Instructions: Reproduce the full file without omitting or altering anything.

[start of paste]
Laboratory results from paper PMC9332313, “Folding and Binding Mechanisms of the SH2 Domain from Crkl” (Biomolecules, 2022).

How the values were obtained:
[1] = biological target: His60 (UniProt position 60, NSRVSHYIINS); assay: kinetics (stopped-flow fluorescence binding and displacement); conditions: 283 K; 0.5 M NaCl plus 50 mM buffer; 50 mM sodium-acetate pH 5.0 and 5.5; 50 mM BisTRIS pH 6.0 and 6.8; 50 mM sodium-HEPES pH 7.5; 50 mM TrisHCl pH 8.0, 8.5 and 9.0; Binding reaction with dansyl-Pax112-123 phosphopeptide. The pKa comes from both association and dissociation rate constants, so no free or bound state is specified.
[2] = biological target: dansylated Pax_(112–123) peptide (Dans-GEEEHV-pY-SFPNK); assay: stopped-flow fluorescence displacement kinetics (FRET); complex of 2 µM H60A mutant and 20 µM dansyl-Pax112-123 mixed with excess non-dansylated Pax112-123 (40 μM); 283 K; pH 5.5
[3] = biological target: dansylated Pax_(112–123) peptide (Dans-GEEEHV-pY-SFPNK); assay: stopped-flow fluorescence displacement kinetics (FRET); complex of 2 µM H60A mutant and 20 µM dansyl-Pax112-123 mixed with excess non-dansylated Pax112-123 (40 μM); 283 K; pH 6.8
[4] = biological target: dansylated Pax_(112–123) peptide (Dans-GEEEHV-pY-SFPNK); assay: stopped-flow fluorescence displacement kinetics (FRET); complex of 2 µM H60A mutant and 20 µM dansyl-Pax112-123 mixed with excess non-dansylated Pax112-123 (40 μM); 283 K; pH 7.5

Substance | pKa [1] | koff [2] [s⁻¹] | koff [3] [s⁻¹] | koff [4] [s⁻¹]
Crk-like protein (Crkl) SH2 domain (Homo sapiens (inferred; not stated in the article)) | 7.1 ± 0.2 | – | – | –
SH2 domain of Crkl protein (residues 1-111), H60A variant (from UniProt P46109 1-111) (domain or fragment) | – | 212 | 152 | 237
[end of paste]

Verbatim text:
Laboratory results from paper PMC9332313, “Folding and Binding Mechanisms of the SH2 Domain from Crkl” (Biomolecules, 2022).

How the values were obtained:
[1] = biological target: His60 (UniProt position 60, NSRVSHYIINS); assay: kinetics (stopped-flow fluorescence binding and displacement); conditions: 283 K; 0.5 M NaCl plus 50 mM buffer; 50 mM sodium-acetate pH 5.0 and 5.5; 50 mM BisTRIS pH 6.0 and 6.8; 50 mM sodium-HEPES pH 7.5; 50 mM TrisHCl pH 8.0, 8.5 and 9.0; Binding reaction with dansyl-Pax112-123 phosphopeptide. The pKa comes from both association and dissociation rate constants, so no free or bound state is specified.
[2] = biological target: dansylated Pax_(112–123) peptide (Dans-GEEEHV-pY-SFPNK); assay: stopped-flow fluorescence displacement kinetics (FRET); complex of 2 µM H60A mutant and 20 µM dansyl-Pax112-123 mixed with excess non-dansylated Pax112-123 (40 μM); 283 K; pH 5.5
[3] = biological target: dansylated Pax_(112–123) peptide (Dans-GEEEHV-pY-SFPNK); assay: stopped-flow fluorescence displacement kinetics (FRET); complex of 2 µM H60A mutant and 20 µM dansyl-Pax112-123 mixed with excess non-dansylated Pax112-123 (40 μM); 283 K; pH 6.8
[4] = biological target: dansylated Pax_(112–123) peptide (Dans-GEEEHV-pY-SFPNK); assay: stopped-flow fluorescence displacement kinetics (FRET); complex of 2 µM H60A mutant and 20 µM dansyl-Pax112-123 mixed with excess non-dansylated Pax112-123 (40 μM); 283 K; pH 7.5

Substance | pKa [1] | koff [2] [s⁻¹] | koff [3] [s⁻¹] | koff [4] [s⁻¹]
Crk-like protein (Crkl) SH2 domain (Homo sapiens (inferred; not stated in the article)) | 7.1 ± 0.2 | – | – | –
SH2 domain of Crkl protein (residues 1-111), H60A variant (from UniProt P46109 1-111) (domain or fragment) | – | 212 | 152 | 237